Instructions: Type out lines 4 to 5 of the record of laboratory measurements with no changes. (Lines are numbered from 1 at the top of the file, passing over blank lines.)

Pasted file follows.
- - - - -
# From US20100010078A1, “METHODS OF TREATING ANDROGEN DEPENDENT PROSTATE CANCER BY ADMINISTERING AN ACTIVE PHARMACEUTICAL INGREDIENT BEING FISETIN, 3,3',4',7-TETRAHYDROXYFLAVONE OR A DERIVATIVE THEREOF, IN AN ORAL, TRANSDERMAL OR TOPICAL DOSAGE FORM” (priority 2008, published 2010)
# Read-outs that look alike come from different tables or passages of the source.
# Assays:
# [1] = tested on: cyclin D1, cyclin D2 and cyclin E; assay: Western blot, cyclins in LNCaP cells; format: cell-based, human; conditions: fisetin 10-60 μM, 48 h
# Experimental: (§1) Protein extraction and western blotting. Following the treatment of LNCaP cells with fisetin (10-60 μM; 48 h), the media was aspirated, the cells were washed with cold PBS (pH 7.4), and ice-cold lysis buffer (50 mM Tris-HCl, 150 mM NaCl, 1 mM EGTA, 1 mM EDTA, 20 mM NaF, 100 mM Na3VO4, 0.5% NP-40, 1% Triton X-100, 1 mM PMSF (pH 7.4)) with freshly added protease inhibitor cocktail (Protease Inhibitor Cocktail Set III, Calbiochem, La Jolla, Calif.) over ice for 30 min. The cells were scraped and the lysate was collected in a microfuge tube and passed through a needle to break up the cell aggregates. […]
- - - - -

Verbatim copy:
# [1] = tested on: cyclin D1, cyclin D2 and cyclin E; assay: Western blot, cyclins in LNCaP cells; format: cell-based, human; conditions: fisetin 10-60 μM, 48 h
# Experimental: (§1) Protein extraction and western blotting. Following the treatment of LNCaP cells with fisetin (10-60 μM; 48 h), the media was aspirated, the cells were washed with cold PBS (pH 7.4), and ice-cold lysis buffer (50 mM Tris-HCl, 150 mM NaCl, 1 mM EGTA, 1 mM EDTA, 20 mM NaF, 100 mM Na3VO4, 0.5% NP-40, 1% Triton X-100, 1 mM PMSF (pH 7.4)) with freshly added protease inhibitor cocktail (Protease Inhibitor Cocktail Set III, Calbiochem, La Jolla, Calif.) over ice for 30 min. The cells were scraped and the lysate was collected in a microfuge tube and passed through a needle to break up the cell aggregates. […]